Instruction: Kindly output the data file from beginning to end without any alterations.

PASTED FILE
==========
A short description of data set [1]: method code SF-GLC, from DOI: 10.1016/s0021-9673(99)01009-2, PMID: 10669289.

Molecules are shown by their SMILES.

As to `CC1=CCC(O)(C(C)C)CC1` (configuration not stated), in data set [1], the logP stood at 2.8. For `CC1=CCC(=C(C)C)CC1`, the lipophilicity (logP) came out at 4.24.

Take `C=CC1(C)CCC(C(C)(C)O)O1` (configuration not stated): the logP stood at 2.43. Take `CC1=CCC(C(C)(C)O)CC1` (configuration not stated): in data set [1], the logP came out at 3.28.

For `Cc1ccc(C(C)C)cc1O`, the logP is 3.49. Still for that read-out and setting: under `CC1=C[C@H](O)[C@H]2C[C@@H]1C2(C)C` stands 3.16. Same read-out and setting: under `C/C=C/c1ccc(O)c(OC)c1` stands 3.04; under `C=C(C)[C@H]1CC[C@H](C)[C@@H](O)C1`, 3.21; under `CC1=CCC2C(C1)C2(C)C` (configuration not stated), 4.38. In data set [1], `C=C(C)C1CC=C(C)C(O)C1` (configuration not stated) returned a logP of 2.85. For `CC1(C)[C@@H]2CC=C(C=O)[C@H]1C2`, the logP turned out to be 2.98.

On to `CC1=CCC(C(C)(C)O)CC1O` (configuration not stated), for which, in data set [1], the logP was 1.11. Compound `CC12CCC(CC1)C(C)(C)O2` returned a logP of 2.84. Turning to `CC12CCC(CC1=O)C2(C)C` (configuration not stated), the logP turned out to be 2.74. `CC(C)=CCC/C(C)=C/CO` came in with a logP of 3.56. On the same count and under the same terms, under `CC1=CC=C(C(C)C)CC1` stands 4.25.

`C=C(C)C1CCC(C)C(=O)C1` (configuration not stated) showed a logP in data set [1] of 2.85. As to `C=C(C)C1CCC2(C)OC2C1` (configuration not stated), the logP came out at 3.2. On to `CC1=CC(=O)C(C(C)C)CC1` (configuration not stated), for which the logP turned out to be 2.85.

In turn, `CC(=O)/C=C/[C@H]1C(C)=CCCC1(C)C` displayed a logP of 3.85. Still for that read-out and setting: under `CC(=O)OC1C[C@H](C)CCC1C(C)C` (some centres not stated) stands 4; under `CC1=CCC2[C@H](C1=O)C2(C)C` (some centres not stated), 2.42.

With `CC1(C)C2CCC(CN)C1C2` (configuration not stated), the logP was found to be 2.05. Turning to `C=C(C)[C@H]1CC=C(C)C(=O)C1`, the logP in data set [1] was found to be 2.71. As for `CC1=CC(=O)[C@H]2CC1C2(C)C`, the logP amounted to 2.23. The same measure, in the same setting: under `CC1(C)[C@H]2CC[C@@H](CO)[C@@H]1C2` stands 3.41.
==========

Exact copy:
A short description of data set [1]: method code SF-GLC, from DOI: 10.1016/s0021-9673(99)01009-2, PMID: 10669289.

Molecules are shown by their SMILES.

As to `CC1=CCC(O)(C(C)C)CC1` (configuration not stated), in data set [1], the logP stood at 2.8. For `CC1=CCC(=C(C)C)CC1`, the lipophilicity (logP) came out at 4.24.

Take `C=CC1(C)CCC(C(C)(C)O)O1` (configuration not stated): the logP stood at 2.43. Take `CC1=CCC(C(C)(C)O)CC1` (configuration not stated): in data set [1], the logP came out at 3.28.

For `Cc1ccc(C(C)C)cc1O`, the logP is 3.49. Still for that read-out and setting: under `CC1=C[C@H](O)[C@H]2C[C@@H]1C2(C)C` stands 3.16. Same read-out and setting: under `C/C=C/c1ccc(O)c(OC)c1` stands 3.04; under `C=C(C)[C@H]1CC[C@H](C)[C@@H](O)C1`, 3.21; under `CC1=CCC2C(C1)C2(C)C` (configuration not stated), 4.38. In data set [1], `C=C(C)C1CC=C(C)C(O)C1` (configuration not stated) returned a logP of 2.85. For `CC1(C)[C@@H]2CC=C(C=O)[C@H]1C2`, the logP turned out to be 2.98.

On to `CC1=CCC(C(C)(C)O)CC1O` (configuration not stated), for which, in data set [1], the logP was 1.11. Compound `CC12CCC(CC1)C(C)(C)O2` returned a logP of 2.84. Turning to `CC12CCC(CC1=O)C2(C)C` (configuration not stated), the logP turned out to be 2.74. `CC(C)=CCC/C(C)=C/CO` came in with a logP of 3.56. On the same count and under the same terms, under `CC1=CC=C(C(C)C)CC1` stands 4.25.

`C=C(C)C1CCC(C)C(=O)C1` (configuration not stated) showed a logP in data set [1] of 2.85. As to `C=C(C)C1CCC2(C)OC2C1` (configuration not stated), the logP came out at 3.2. On to `CC1=CC(=O)C(C(C)C)CC1` (configuration not stated), for which the logP turned out to be 2.85.

In turn, `CC(=O)/C=C/[C@H]1C(C)=CCCC1(C)C` displayed a logP of 3.85. Still for that read-out and setting: under `CC(=O)OC1C[C@H](C)CCC1C(C)C` (some centres not stated) stands 4; under `CC1=CCC2[C@H](C1=O)C2(C)C` (some centres not stated), 2.42.

With `CC1(C)C2CCC(CN)C1C2` (configuration not stated), the logP was found to be 2.05. Turning to `C=C(C)[C@H]1CC=C(C)C(=O)C1`, the logP in data set [1] was found to be 2.71. As for `CC1=CC(=O)[C@H]2CC1C2(C)C`, the logP amounted to 2.23. The same measure, in the same setting: under `CC1(C)[C@H]2CC[C@@H](CO)[C@@H]1C2` stands 3.41.